Obama on Healthcare: “Now is the Season for Action”

obama_congress_480President Barack Obama’s prime-time speech to a joint session of Congress made a strong case for including a public option,  along with a combination of choices designed to keep the insurance industry in check.  Recalling Theodore Roosevelt’s efforts to reform healthcare during the 1912 election, Obama said “I am not the first president to take up this cause, but I am determined to be the last. Well, the time for bickering is over.  The time for games has passed,” Obama said. “Now is the season for action.”

That action includes a provision that protects uninsurable individuals from catastrophic healthcare expenses.  Another proposal is a series of pilot programs that will study how to reform the medical tort process.

Following is a brief summary of the Obama healthcare plan, which has a projected price tag of just under $1 trillion over 10 years (as a point of comparison, the U.S. spends half this in a single year on military spending):

  • Healthcare reform will provide more security and stability to Americans who currently have insurance, and it will provide coverage to those who don’t. It will slow the growth of healthcare costs.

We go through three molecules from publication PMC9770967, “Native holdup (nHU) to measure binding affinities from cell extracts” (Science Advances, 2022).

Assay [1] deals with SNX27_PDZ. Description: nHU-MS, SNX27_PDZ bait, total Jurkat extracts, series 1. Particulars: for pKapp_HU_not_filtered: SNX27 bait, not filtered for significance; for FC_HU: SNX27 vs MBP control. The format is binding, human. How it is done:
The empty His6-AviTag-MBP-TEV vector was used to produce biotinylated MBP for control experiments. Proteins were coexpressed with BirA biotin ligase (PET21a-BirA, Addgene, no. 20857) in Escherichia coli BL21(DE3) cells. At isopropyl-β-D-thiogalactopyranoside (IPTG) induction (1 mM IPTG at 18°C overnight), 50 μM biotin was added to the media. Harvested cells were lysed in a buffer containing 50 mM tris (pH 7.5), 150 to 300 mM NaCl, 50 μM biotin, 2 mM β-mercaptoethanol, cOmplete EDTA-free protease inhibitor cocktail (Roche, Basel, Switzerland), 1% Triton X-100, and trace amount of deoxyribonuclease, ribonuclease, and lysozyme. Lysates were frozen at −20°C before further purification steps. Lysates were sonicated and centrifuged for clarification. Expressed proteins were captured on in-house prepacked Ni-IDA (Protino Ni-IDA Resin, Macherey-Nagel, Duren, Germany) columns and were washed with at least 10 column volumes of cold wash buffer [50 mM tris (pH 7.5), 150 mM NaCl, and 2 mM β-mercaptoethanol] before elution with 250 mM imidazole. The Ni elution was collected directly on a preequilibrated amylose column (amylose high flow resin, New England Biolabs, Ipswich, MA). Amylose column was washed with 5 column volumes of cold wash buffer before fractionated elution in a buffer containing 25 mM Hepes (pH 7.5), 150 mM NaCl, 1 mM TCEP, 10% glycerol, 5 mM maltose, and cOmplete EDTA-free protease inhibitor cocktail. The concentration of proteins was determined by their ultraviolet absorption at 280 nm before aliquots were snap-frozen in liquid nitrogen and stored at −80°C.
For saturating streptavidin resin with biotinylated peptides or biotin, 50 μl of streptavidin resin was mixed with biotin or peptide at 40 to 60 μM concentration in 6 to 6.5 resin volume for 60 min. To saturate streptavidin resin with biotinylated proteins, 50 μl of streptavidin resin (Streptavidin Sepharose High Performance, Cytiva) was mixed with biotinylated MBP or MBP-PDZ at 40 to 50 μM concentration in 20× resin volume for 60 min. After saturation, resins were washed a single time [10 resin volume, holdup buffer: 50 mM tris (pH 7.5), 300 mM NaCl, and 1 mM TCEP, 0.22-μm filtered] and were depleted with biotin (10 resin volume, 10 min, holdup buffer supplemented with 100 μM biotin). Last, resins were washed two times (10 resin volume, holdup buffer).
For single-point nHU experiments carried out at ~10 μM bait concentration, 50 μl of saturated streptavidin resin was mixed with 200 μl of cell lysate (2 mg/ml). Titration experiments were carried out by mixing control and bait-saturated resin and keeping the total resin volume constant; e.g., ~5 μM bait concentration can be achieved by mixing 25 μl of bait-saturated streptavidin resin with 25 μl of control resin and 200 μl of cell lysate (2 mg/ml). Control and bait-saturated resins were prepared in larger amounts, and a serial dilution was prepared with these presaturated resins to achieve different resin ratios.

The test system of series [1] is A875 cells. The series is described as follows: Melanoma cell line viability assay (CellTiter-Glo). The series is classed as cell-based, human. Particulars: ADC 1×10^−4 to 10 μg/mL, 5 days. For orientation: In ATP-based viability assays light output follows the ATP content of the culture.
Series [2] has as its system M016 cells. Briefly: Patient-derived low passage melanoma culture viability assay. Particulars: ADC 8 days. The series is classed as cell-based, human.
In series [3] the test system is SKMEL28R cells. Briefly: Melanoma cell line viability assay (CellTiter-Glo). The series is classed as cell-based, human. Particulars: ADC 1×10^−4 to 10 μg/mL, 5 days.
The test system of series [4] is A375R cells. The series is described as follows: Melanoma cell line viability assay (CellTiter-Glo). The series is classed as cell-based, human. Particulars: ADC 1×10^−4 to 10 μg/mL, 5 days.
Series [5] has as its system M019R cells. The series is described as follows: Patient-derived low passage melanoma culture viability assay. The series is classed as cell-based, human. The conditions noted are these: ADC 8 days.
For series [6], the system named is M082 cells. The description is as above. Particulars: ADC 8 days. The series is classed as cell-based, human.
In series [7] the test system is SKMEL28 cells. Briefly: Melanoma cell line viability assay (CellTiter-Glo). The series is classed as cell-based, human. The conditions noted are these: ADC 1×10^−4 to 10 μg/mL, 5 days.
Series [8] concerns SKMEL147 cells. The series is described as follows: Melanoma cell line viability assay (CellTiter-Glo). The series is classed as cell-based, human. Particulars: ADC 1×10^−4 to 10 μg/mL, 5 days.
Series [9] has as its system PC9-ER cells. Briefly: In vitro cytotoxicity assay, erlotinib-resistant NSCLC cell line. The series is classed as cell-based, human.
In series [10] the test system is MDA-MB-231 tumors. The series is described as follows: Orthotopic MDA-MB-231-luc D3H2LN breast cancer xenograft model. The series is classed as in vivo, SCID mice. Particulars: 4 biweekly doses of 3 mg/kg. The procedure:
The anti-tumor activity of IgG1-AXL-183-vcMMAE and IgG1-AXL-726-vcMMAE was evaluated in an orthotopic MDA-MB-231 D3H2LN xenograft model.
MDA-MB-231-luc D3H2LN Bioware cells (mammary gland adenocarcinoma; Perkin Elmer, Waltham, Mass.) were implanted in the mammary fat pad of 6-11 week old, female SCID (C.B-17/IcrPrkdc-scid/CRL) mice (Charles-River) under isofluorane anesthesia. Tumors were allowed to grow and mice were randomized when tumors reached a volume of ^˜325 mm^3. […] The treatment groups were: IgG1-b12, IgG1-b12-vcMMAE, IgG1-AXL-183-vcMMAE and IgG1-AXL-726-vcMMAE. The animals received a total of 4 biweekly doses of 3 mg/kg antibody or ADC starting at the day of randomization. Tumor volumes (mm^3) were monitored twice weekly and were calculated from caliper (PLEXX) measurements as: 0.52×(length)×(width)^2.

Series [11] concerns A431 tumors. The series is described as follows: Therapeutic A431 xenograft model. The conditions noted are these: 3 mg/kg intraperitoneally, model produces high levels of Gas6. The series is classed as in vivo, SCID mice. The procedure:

• Americans who already have health insurance through their employers, Medicare, Medicaid, or the VA, will see their coverage improve. The plan will make it illegal to deny coverage for pre-existing conditions. Insurers will no longer be able to place a cap on the amount of coverage a patient receives. Additionally, insurance companies will be required to cover routine checkups and preventive care like mammograms and colonoscopies.
  • Coverage will be portable (if a person changes jobs or starts a small business) through the creation of an insurance exchange – a marketplace that will provide access to health insurance at competitive prices. The benefit to insurance companies is that the exchange lets them compete for millions of new customers.
  • For Americans who currently lack health insurance, Obama proposed a public option where government-subsidies would be available to make premiums affordable. Individuals would be required to obtain coverage, and their employers would have to contribute. Most Senate Republicans and some Blue Dog Democrats oppose this proposal, while Speaker of the House Nancy Pelosi has said that the House’s version of the healthcare bill will include a public option.

Obama’s flexibility may not please the more liberal members of Congress, but reflects the political reality that exists on Capitol Hill.

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